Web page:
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Case study: Jeffery and Kaitlyn: Treating childhood pneumonia

Over 870,000 people took part in research in 2018/19. This research helps improve health and social care provided by the NHS and others. It also helps advance medicine to find new cures and better treatments for future generations.

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Jeffery and Kaitlyn: Treating childhood pneumonia

Author: Kaitlyn's father Jeffrey

Jeffery and Kaitlyn's story

Clevedon dad Jeffery talks about the decision to include his daughter Kaitlyn in the CAP-IT study at University Hospitals Bristol. CAP-IT is investigating whether lower doses and shorter durations of prescribed antibiotic amoxicillin is still effective at treating childhood pneumonia.

Jeffery says: “My daughter was born early at 30 weeks so as a result she suffers a little bit with chest complaints. She’s nearly two now. She had been poorly for about six weeks with a horrible cough. She then took a turn for the worse and was taken to the hospital where we found out she had developed pneumonia.”

“I assumed they were going to give Kaitlyn a course of amoxicillin,” Jeffery continues. “The staff at the hospital asked me if I wanted my daughter take part in an amoxicillin trial, in which she would be given four days of amoxicillin followed by four days of possible placebo. The research was looking at what length of time it should be taken for. I am happy to do things like that and be involved in research.

I agreed to the trial, went back a month later and we went through the ins and outs of the study

Amoxicillin is an antibiotic most commonly used for treating bacterial infections such as pneumonia.  It is considered to be very safe and has been used for a long time to treat the condition. However, the use of antibiotics can lead to changes in bacteria carried by the person taking them, making the bacteria become more resistant to the effects of the antibiotics. As a result, infections caused by resistant bacteria are more difficult to treat.

The overall aims of the CAP-IT study made sense to Jeffery: “I already thought that amoxicillin courses are too long. I end up losing track of what I need to give. Generally, she tends to feel better after four or five days of amoxicillin but we still haven’t finished the course.”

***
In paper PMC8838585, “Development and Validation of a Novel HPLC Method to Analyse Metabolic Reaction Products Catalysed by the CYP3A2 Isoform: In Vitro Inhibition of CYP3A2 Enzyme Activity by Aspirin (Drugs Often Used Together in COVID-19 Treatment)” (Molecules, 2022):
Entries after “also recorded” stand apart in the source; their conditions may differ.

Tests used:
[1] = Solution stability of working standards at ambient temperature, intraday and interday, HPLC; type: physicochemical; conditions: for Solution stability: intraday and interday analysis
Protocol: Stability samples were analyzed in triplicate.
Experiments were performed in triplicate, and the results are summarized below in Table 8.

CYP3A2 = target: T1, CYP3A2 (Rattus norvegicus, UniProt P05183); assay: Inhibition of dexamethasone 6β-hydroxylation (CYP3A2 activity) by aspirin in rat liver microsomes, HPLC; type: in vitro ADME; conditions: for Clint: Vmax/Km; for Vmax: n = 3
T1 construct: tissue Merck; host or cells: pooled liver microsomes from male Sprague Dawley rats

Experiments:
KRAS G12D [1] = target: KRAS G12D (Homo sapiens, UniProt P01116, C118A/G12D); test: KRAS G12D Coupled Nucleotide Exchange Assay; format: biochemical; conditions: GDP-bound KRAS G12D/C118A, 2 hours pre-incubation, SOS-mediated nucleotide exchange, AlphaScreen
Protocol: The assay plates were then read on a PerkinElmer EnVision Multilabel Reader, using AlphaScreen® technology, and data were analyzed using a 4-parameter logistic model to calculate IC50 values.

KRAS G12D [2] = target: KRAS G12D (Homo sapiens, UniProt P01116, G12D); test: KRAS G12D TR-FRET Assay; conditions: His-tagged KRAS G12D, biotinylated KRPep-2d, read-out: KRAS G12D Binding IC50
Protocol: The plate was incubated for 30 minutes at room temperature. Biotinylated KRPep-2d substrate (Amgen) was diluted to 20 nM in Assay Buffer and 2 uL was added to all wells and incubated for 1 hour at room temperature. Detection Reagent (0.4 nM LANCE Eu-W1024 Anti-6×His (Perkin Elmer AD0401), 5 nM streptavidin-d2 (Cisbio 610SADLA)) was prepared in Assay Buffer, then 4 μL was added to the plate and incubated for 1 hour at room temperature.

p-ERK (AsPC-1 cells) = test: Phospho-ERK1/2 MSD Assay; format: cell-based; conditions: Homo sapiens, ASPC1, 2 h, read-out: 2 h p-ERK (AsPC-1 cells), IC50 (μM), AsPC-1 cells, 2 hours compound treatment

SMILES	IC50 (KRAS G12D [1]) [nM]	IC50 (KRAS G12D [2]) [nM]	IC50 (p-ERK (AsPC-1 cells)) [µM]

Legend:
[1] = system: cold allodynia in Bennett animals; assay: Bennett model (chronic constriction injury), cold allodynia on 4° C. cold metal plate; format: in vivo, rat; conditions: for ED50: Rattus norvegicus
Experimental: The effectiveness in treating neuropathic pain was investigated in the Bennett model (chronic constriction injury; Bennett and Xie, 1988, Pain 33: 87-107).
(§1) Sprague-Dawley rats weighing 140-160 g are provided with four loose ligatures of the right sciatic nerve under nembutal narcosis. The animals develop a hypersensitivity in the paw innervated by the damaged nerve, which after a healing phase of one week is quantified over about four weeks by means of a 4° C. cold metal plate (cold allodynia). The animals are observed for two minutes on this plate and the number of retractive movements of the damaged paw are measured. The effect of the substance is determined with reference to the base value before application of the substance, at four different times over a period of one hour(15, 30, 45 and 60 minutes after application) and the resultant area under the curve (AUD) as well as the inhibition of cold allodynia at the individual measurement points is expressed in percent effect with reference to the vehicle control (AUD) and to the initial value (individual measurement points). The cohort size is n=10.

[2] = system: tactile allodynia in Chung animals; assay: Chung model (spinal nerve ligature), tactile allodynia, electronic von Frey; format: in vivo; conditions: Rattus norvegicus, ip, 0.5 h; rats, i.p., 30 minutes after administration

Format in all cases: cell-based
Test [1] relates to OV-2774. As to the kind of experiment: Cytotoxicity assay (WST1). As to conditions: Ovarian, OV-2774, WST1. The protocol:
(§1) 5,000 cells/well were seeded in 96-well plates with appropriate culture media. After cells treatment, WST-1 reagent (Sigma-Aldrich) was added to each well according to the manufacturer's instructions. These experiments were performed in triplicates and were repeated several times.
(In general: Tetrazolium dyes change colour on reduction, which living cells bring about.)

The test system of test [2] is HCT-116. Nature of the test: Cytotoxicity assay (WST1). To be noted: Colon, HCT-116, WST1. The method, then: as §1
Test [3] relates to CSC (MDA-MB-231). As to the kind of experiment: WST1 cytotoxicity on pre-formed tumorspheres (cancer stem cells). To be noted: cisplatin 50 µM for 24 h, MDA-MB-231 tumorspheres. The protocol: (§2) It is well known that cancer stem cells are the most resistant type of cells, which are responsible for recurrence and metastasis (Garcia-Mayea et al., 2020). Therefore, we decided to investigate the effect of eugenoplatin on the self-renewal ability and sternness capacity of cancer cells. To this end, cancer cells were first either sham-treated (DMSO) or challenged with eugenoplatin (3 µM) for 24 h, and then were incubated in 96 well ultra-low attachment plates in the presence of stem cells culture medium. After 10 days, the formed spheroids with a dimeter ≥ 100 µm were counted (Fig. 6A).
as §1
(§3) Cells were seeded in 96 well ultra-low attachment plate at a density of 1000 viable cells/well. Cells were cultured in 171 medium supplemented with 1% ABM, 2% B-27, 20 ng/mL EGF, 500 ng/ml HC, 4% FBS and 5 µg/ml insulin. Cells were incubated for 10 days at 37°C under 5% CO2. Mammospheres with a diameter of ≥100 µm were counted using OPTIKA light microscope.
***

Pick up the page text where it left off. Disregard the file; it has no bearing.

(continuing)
Jeffery had no fears about signing up his daughter to a trial: “I didn’t feel like I was putting my daughter in any harm’s way by potentially giving her less amoxicillin.  However I am fairly sure she had the placebo as she didn’t like the second course of treatment.”

This might be because Jeffery has previous experience of contributing: “My son was born at 24 weeks and he took part in an oxygen trial to find out if there was other ways to give premature babies oxygen. So I knew there was lot of research going on around the Hospitals and I don’t mind taking part. I think certain research is important as it can save money and improve the health of patients.”

Overall, Jeffery has this message for other parents approached about their children taking part in research studies: “If people don’t take part how will they find ways to improve treatment? If we don’t find out better ways of doing things we will be living as we did 30 or 40 years ago.  Things have been improved one hundred- fold since then. Everything can always be improved. I don’t think many people sign up to research especially with their children. Perhaps they are little bit reluctant in getting involved in something like that. But at the end of the day taking part can potentially help someone else.”